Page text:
Review: SQL Server 2014 pushes the pedal to the metal
Microsoft's latest SQL Server release boosts OLTP performance with in-memory tables, expands backup and HA options with ties to Windows Azure
But like I said, Delayed Durability is not reducing the workload at all. Everything that used to be done is still being done. The database engine just releases control back to the client sooner than it used to, so the end-user can get back to work faster. This feature is configurable as well -- you can control it at the database level, the transaction level, or even at the atomic block level (for an entire stored procedure). Nevertheless, be careful when considering this feature. If your system should fail before these transactions get hardened to disk, you will lose them. This is what durability means: The transaction is recoverable. If you delay the durability of your transactions to get better client response times, be aware that it's possible to lose some data.
And finally, SQL Server 2014 brings a couple of security enhancements. Of course we now have backup encryption, which is one more nail in the coffin of the third-party backup products. The final nail will be object-level recovery. There are also a couple of new server-level permissions -- CONNECT ANY USER DATABASE and SELECT ALL USER SECURABLES -- that allow you to manage security much more easily than ever before. The reason is that you can assign these permissions once for all current and future databases. You no longer have to keep assigning these permissions as databases come and go.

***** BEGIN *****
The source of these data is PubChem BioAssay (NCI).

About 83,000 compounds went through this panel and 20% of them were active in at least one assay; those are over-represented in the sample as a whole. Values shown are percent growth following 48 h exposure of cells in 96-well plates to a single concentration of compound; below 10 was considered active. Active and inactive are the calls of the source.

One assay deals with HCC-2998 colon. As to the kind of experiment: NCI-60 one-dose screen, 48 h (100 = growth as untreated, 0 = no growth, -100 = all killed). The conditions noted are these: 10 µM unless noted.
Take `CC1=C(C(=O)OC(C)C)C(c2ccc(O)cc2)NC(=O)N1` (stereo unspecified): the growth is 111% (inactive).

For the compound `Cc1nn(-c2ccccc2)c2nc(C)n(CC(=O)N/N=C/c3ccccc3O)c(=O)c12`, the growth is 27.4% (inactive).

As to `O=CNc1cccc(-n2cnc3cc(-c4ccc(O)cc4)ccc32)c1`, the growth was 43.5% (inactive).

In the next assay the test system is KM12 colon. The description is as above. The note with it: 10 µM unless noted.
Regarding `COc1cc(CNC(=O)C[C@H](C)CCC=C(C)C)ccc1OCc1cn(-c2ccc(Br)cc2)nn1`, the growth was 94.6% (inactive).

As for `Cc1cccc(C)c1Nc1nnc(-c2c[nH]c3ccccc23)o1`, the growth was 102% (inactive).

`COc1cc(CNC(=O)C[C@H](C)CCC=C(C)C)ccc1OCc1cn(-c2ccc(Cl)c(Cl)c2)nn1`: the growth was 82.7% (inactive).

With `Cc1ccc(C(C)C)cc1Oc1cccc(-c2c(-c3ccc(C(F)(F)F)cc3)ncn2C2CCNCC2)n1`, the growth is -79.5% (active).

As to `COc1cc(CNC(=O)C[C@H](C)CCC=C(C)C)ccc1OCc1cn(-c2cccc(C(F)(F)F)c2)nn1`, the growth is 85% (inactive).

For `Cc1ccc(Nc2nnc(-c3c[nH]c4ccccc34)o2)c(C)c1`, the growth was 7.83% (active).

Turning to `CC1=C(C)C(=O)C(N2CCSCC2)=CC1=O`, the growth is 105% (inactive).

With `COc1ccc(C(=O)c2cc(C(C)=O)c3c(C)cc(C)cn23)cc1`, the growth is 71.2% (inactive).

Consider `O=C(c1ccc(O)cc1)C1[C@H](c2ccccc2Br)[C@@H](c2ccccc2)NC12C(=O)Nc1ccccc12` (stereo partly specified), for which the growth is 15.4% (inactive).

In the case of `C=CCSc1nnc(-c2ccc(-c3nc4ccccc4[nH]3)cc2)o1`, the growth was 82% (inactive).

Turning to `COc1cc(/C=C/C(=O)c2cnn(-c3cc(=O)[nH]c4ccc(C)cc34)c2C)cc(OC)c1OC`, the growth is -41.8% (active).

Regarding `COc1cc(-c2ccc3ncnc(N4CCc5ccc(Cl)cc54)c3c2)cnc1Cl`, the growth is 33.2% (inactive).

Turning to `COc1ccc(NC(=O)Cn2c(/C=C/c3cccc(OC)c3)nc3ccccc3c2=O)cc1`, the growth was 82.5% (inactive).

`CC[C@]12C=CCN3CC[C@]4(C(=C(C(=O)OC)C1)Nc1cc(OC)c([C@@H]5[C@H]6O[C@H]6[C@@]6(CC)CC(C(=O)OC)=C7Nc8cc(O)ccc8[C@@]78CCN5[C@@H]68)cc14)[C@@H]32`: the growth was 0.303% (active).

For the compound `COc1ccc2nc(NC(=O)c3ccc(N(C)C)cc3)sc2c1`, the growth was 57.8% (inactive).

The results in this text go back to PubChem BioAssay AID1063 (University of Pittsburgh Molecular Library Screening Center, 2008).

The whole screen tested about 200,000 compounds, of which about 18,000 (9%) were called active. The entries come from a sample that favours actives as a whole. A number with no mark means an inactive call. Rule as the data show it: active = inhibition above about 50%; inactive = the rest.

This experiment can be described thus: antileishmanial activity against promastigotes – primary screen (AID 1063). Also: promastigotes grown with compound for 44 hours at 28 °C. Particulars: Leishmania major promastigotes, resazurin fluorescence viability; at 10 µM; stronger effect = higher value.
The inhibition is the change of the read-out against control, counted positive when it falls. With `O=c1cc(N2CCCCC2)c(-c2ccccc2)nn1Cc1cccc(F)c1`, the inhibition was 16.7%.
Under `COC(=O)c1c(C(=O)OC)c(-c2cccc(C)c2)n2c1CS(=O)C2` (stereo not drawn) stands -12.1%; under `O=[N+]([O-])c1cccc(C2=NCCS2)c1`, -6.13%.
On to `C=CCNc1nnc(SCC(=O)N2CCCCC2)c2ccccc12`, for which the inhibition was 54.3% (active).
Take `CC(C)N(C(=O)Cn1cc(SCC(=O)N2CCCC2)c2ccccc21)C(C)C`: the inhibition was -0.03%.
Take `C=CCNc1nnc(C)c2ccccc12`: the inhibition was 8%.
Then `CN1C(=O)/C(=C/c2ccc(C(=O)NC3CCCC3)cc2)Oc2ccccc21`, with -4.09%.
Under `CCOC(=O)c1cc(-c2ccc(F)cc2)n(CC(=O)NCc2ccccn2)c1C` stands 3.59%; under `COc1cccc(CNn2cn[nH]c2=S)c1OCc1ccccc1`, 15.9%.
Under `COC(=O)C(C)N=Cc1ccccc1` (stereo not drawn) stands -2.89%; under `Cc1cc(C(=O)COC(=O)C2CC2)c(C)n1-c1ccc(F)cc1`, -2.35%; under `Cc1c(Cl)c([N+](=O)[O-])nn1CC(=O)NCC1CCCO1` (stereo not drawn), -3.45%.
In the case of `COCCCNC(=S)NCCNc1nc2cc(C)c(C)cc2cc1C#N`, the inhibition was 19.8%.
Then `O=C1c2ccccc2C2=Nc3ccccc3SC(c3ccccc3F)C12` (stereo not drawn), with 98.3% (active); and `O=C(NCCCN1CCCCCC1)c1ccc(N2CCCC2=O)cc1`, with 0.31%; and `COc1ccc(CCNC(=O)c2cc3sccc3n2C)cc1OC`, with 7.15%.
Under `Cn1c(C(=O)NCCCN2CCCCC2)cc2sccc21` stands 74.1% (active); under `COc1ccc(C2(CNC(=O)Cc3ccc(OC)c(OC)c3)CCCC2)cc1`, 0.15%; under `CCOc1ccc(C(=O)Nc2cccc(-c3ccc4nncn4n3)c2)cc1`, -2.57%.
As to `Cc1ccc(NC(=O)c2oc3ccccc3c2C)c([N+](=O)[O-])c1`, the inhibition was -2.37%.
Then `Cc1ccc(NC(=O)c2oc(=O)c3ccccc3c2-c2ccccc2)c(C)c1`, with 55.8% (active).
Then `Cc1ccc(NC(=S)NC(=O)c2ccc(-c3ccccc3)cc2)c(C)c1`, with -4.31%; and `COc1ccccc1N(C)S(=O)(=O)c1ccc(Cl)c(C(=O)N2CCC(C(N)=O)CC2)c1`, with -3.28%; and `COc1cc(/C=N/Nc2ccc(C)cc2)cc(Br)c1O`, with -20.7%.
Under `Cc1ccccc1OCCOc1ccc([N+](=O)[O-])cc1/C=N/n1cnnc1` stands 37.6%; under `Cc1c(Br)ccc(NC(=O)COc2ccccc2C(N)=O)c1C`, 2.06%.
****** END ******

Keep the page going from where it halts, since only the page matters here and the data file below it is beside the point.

SQL Server 2014 is a solid release with a good mix of new features and enhancements to existing ones. While I'm personally not drawn to the cloud features, I'm absolutely thrilled with the work Microsoft has done on OLTP, and this story is sure to get better. Hekaton is brand new with this release, so you can expect that some of the restrictions will start melting away in subsequent releases.
I didn't even come close to mentioning all of the new features. For some good practical reading, I suggest looking up buffer pool extension, incremental statistics, and managing lock priority of online operations. All of these can have a significant impact on your system performance. However, it's also worth noting that Integration Services, Reporting Services, and replication didn't receive any enhancements in this release at all, and while there are some minor T-SQL enhancements, nothing that will change the way DBAs or developers do their job.
Still, SQL Server 2014 gives you plenty of ways to improve performance, and a few ways to leverage the Azure cloud for backups and high availability. SQL Server shops wrestling with these issues should take a close look at this release.
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